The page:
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Ministers talk but not about their jobs

By Salome Modebadze
Thursday, June 24
Consultation about possible changes in the Government has begun. Ministers would not comment for the media prior to the Government meeting on June 23 but Gia Khuroshvili, the Parliament Secretary, has welcomed the already rumoured changes, stressing that structural changes to meet the priorities adopted are crucial.

It has ben suggested that Zurab Pololikashvili, the Minister of Economic Development who hasn’t attended the last few Government meetings, will be replaced by Vera Kobalia, Chair of the Coalition for Fairness. It has also been said that the Ministry of Environment Protection and Natural Resources will be abolished and become a department of the Ministry of Economic Development, but Environment Minister Goga Khachidze denies this, saying that no one has ever spoken to him about it. “I have not heard anything about this from competent authorities, only from newspapers and magazines. This is baseless rumour and I have participated in no such discussions,” the Minister said, adding that although he was not familiar with any possible Government changes such steps are essential for each state and he can see nothing wrong with them.

The flooding caused by heavy rain, which has especially affected the Kvemo Kartli and Kakheti regions, was the one of the most burning issues discussed at the Government meeting. Prime Minister Nika Gilauri said that the cost of making good all the damage would be defrayed from the state budget as soon as the actual figure had been calculated. “Representatives of Ministries are studying the situation on the spot. The rain has affected the ground floors of buildings, damaged water supplies, etc. We are now working with the local administrations to establish the real quantity of damage in the region,” the PM told his colleagues. The Ministers agreed that a professional approach and acting on expert recommendations, rather than making populist gestures, will be the best way to address the natural disaster.

Gilauri also spoke about the new initiative to introduce special computerised study programmes for pupils. “We [the Government] are launching a special tender for providing new computerised study programes which will help children acquire computer skills. We would like to encourage all IT specialists in Georgia to participate in the process of our development,” Gilauri stated. Dimitri Shashkin, Minister of Education and Science, added that the new programme will give pupils from the 1st to the 12th grade the opportunity to not only acquire computer skills but study Georgian language and literature, mathematics, physics, chemistry, etc and even demonstrate their knowledge in virtual laboratories. “We will start this project from August 2010, so the children can have their programmes from September,” Shashkin said, highlighting that this system is important not only for school life but in encouraging IT specialists to create Georgian products to further the country's technical development.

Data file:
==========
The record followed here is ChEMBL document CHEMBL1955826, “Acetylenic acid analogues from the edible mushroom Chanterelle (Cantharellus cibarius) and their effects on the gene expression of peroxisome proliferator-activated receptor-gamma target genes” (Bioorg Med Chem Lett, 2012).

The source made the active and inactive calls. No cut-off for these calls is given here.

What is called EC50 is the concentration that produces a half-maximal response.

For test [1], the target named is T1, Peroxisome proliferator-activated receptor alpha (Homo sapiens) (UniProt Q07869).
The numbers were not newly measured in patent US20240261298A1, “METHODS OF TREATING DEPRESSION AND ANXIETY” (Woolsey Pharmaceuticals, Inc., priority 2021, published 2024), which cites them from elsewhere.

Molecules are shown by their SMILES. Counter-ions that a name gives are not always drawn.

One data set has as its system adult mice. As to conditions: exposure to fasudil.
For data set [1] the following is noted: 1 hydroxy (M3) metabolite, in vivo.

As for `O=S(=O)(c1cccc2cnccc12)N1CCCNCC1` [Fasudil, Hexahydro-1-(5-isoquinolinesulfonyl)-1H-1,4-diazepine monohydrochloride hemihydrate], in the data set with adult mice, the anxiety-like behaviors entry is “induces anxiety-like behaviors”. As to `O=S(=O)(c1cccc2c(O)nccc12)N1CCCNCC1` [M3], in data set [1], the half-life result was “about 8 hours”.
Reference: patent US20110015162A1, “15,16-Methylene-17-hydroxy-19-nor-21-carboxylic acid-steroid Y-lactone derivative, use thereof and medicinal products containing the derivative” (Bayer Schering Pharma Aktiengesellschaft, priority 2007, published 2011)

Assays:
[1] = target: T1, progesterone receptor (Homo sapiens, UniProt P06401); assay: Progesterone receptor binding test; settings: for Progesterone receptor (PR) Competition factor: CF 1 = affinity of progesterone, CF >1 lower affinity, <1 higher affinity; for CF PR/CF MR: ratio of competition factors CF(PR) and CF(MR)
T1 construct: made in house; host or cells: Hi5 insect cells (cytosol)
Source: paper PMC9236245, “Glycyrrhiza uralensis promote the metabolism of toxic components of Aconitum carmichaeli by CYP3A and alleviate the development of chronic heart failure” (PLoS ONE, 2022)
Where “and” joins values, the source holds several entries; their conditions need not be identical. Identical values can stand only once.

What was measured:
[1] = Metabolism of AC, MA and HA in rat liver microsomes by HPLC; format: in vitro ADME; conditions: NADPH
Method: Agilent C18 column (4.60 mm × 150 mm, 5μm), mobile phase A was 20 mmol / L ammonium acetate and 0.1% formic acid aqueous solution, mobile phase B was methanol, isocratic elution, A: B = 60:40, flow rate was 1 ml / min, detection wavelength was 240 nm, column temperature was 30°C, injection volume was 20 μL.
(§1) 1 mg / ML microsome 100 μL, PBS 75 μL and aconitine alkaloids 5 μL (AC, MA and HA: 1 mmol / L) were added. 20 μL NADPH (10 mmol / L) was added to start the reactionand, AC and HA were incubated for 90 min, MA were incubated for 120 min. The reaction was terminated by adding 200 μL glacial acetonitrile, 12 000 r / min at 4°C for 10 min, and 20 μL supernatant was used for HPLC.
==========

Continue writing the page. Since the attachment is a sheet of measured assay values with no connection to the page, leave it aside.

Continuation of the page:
“The one hundred hospitals project will be continued,” the PM later told his colleagues, stressing that the previous agreement on this with Block Georgia has been cancelled and all the hospitals where the agreement's terms were not fulfilledhave been removed from their management. The PM said that planning and design processes will be undertaken in all hospitals throughout Georgia so work can begin in a month’s time. Alexander Kvitashvili, Minister of Healthcare, Labour and Social Protection, said that the 45 new hospitals being built at this stage will be the responsibility of the insurance companies winning the tender and the others rehabilitated with the financial support of the World Bank and USAID.

Kvitashvili denied that outdated medicine had been sent to Kyrgyzstan and Uzbekistan in a recent aid shipment. “I have not received any complaints from any officials. released the false information that 70% of the Georgian medicine was unusable. The list of items sent in the aid shipment exists and can be accessed by anyone interested,” the Minister added.

Meanwhile Bakur Kvezereli, the Minister of Agriculture, confirmed the removal of Maia Metreveli from the post of Head of Product Safety, saying that this step had been forced by changes planned within the office, which must now become a legal entity of civil law. “The office is now facing new challenges so these changes were inevitable,” Kvezereli told the media.

Although the Ministers would not confirm that changes would be made in the Government, one of the issues discussed at the meeting was the terms of reference and activity of Government bodies. Consequently they admitted that they were just starting to discuss changes and no one was wondering if they would be out of a job.